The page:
Another variation of the rotary wing is a soft rotary wing, shown in FIG. 3A (bottom projection) and FIG. 3B (front projection). This variation is based on a leading edge inflatable (LEI) kite. The wing is based, in principle, on the idea of two kites, connected in a way that they face in the opposite directions. The wing comprises an inflatable tube 301, shared by both kites (blades). Each kite has a fabric canopy 302, a plurality of inflatable struts 303, a front line 306F and two back lines 306B. Inflatable tube 301 serves as a front edge 304 and the back edge of canopy 302 is a trailing edge 305 of the kite. Two lines 307 attach tether 104 near internal tips of the kites. Lines 306F and 306B end in a pod 308, placed lower on tether 104, which contains elements of a kite control unit (KCU) 309. These elements comprise at least mechanical actuators that pull in or let out lines 306F and 306 B in response to commands of the central processor of the control system. Pod 308 can also carry sensors and processing unit(s) of the wing part 113W of the control system. Other suitable places for at least GPS sensor is center of inflatable strut 301, centers of individual kites and tips of the wing. Thickness of inflatable tube 301 and chord length of canopy 302 gradually decrease from defined points at or close to the internal tip of the blade toward the external tips of the blade. Thus, the thickness and chord length of the airfoil of each blade decrease toward the external tips, starting at least at the distance of ⅓ of the blade span from the internal tip of the blade. This is in order to accommodate increasing air speed toward the external tips of the blades. Optionally, leading edge 304 may be supported by a bridle.

In the working phase, individual kites form airfoils with small angle attack, ensuring high lift and low drag. In the returning phase, one of the following maneuvers is performed: a) back lines 306B are relaxed, almost eliminating lift and significantly reducing drag in the rotation; b) external lines 306B and 306F are let out, almost eliminating both lift and drag. After that, tether 104 is pulled by electrical motor 110 with small expenditure of energy.

In another embodiment, balloon 118 is not used. In order to launch and land rotary wing 101, a perch on the ground platform is used, as shown on FIG. 4. The perch comprises a wing nest 401, installed on a tubular bar 402, which can be folded using a folding mechanism 403. Further details are shown in FIG. 5. In this embodiment, rotary wing 101 has a nesting mechanism 404, comprising a fixed (to the wing) top part 501 and a cylindrical bottom part 502, rotating relative to top part 501 on roller bearings. There is a brake 503, which can slow down and stop rotation of bottom part 502 relative to top part 501. Nest 401 has a form of a cylinder ring with internal diameter slightly larger than internal diameter of bottom part 502, with a cutout, allowing passage of tether 104. Alternatively, both details 401 and 502 can have matching conical shapes. Nest 401 is inclined to vertical. To launch, rotary wing 101 is placed into nest 401, platform 111 rotates to point nest 401 downwind. Under the pressure of wind, wing 101 starts rotating. The control system continuously pitches blades 100 to ensure optimal lift/drag ratio. At certain rotational speed, the lift force along the axis of rotation exceeds weight of rotary wing 101 and friction of bottom part 502 against nest 401, and rotary wing 101 takes off. Tether 104 passes through cutout in nest 401. Rod 402 is folded to get nest 401 out of the way of tether 104. Rotary wing 101 continues to accelerate and rise. At certain point, it enters a power generation cycle and continues generating power, possibly for weeks and months. The landing procedure is performed in the opposite order. In the end of a power generation cycle, motor 110 continues pulling belt 105 and tether 104. The perch is raised and tether 104 is brought into nest 401 through the cutout. Bottom part 502 enters nest 401. The rotation of rotary wing 101 is slowed first by pitching blades 100 into high angle, then by applying brake 503 until rotation stops. Additionally, nest 401 can be equipped with a remotely controlled arrestor, which would prevent premature or accidental release of rotary wing 101.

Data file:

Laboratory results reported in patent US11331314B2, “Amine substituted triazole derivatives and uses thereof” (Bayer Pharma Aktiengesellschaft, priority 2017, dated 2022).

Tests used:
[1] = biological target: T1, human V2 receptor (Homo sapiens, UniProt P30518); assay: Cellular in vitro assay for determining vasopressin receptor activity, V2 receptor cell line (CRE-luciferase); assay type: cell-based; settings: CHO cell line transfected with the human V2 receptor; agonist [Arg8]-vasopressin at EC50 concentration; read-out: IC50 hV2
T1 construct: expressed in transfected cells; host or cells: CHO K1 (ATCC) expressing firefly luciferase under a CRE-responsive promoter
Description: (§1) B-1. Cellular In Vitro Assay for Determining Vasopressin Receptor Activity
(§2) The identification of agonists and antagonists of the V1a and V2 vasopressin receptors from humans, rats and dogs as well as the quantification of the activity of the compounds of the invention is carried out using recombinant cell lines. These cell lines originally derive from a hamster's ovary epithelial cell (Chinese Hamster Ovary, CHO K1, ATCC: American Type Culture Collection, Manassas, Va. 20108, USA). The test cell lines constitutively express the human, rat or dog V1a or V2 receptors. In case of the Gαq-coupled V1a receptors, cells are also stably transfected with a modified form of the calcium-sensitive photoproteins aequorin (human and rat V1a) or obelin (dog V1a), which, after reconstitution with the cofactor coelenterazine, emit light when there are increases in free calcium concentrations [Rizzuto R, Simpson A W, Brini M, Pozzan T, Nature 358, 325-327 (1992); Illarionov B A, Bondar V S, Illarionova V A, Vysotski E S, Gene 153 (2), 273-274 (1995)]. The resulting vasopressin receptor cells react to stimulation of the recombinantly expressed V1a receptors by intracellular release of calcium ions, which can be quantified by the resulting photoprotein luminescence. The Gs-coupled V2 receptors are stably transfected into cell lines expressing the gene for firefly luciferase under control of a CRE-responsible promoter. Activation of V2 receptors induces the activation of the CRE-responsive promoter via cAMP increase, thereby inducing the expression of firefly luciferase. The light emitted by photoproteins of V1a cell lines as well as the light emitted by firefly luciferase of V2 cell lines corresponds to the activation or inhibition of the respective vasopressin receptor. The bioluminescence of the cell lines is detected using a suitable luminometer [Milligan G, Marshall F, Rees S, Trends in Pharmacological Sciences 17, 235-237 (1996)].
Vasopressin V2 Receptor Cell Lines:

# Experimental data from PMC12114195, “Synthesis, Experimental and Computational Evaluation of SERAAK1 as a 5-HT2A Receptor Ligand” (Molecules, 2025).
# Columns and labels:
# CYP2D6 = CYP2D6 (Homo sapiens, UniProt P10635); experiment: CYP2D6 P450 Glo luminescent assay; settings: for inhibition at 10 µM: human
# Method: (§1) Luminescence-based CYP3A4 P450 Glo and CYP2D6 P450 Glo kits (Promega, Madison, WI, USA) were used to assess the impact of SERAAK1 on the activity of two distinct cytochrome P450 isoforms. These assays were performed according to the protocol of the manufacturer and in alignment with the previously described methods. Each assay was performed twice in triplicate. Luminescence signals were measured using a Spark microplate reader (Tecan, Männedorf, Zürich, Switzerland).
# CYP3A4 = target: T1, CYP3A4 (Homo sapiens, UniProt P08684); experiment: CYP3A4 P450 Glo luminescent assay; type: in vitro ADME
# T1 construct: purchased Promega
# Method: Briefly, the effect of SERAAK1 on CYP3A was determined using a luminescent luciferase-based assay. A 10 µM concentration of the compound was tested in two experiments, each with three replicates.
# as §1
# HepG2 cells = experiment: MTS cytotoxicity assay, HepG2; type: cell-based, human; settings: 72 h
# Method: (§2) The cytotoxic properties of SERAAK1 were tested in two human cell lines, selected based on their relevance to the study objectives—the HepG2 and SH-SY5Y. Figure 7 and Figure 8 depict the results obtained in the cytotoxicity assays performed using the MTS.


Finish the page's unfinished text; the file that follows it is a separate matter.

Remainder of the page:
The control system in the embodiments described above comprises at least one microprocessor, multiple sensors and actuators. Sensors may include day and night cameras; wing GPS, wing speed meter, accelerometers, anemometer, magnetometers and more. Wind speed at different altitudes can be measured with a lidar or a radar or a sodar or other means. The control system also ensures stability of the rotational and translational motion of rotary wing 101. See referred publications for more info on the control system and other aspects.

Tether 104 and cable 119 can be manufactured from ultra-high molecular weight polyethylene, para-aramids or another strong fiber. Blades 100 can be made of various materials, including carbon fiber, fiberglass, aramids, para-aramids, nylon, high or ultra-high molecular weight polyethylene and other.